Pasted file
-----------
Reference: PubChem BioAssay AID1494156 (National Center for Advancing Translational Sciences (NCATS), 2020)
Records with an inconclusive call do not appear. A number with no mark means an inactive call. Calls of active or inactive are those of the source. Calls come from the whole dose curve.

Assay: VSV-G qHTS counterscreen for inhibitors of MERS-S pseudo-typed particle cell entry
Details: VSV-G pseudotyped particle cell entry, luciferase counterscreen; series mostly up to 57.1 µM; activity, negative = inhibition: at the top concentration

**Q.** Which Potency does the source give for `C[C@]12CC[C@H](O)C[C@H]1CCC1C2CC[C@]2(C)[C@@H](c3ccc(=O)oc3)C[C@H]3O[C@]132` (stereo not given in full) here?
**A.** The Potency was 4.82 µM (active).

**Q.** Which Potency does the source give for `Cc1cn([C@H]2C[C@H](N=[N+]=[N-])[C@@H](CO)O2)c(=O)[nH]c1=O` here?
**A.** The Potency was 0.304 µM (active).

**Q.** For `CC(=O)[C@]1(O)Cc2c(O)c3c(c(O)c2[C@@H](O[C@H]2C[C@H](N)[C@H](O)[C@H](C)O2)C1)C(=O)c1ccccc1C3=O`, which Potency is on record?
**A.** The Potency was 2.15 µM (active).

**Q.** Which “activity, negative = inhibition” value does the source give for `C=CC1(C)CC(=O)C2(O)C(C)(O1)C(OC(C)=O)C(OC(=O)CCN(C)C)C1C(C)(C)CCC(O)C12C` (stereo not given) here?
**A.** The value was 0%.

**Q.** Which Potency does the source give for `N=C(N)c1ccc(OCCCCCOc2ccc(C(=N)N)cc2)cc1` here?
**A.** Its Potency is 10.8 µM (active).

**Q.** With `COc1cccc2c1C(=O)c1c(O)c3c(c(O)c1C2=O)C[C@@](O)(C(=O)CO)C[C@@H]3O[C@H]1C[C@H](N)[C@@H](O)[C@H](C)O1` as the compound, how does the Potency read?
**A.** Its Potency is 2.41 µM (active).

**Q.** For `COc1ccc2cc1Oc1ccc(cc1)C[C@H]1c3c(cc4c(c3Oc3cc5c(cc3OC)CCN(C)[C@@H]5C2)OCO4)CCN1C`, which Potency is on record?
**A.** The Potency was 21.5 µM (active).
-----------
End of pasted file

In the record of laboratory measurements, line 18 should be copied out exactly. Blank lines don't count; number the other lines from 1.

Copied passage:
**A.** The Potency was 21.5 µM (active).